Hey Guys !
We’ve recently been working on Shi Huang Di in Humanities class. Our final task was to write a essay answering the question: To what extent was Shi Huang Di a good emperor? Here is my essay:
To what extent was Shi Huang Di a good emperor?
Qin Shi Huang Di was the First Emperor of a unified China, who ruled from 246 B.C. to 210 B.C. At the age of 13, he became emperor of the state Qin. At this time, all seven states were still at war. After 10 years of war, in 221 B.C, Shi Huang Di concurred all the states and became ‘The First Emperor Of China’ In his 35-year reign, he managed to create magnificent and enormous construction projects. He also standardized Chinese script, currency and transportation. He had many positive deeds, but caused much destabilization within the Chinese society.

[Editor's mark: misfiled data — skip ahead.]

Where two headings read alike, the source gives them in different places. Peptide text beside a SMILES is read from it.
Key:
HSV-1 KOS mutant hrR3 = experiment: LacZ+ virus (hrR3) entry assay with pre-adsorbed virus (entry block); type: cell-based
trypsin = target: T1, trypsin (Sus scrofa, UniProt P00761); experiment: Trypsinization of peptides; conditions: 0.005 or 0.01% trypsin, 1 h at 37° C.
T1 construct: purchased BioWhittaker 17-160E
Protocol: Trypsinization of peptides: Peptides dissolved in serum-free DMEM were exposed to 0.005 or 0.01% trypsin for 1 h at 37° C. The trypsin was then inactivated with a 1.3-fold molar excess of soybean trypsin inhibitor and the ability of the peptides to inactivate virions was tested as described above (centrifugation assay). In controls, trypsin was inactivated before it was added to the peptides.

Qin Shi Huang Di had many positive achievements, that influenced the whole of China, making him a good emperor. First of all, he standardized the Chinese currency and script. The British Museum in their post ‘Qin Shi Huang Di – Ruling an Empire’ state that before the currency was standardized, each state made their own. Many people wanted to trade items, but people didn’t have enough bronze, or the same money. When the First Emperor unified China, he made the ‘banliang’ coin of the Qin state the single currency of China. The standardization of coinage was helpful to China because it improved trade. The coin looked like a bronze or gold circle with a small square in the middle. When the currency was standardized, it was easier to trade: people traded more, and this benefited the economy. Shi Huang Di also standardized the Chinese script during his reign. A online document named ‘The Qin Dynasty’ states that from 221 – 207 BC, the first chinese language was created. People all over China use the same writing, and the same characters were taught at schools all over china. It helped people to communicate easier and faster. Moving on, according to Dynasties of China, in their section ‘The Qin Dynasty’, Shi Huang Di made a huge improvement in transportation. He built a giant straight road which was a 500 mile highway. He also built many other roads. All together, they covered over 4225 miles. For trade he had a 3 mile wide canal that covered 1250 miles and was 3 miles wide. An online Microsoft Word named ‘Face Off: Emperor…’ explains that Shi Huang Di made the roads wider so 6 horses could pass each time. He built 5 major roads called ‘Speedways’ linking the north, northeast, east and southeast of the Empire. Canals were built to improve long distance transport. As a result Shi Huang Di had an advantage during war times, because he could quickly transport food, troops and weapons to the war area. With this improved transportation system, communicating, traveling and sending items, was a lot easier. Lastly, Shi Huang Di built the massive and Great wall Of China. Culture-4-Travel in an entry ‘The Great Wall of China – the Greatest Curse’ justify that The Great Wall’s purpose was to protect from incoming nomadic enemies from the north. The wall was built up to 9 meters high, to stop invaders and there horses of getting over the wall. They added watch towers so the Chinese armies guarding could see the enemies coming from a far distance and think about a war strategy. Gates were built into the wall so the army could go outside the wall and attack. Stairwells were built in the wall and they were so confusing that if you did not know the wall, you would get lost in the stairwells. Shi Huang Di wanted to protect his kingdom in the best way he could: he had many strategies for his newborn country. This makes him a good emperor.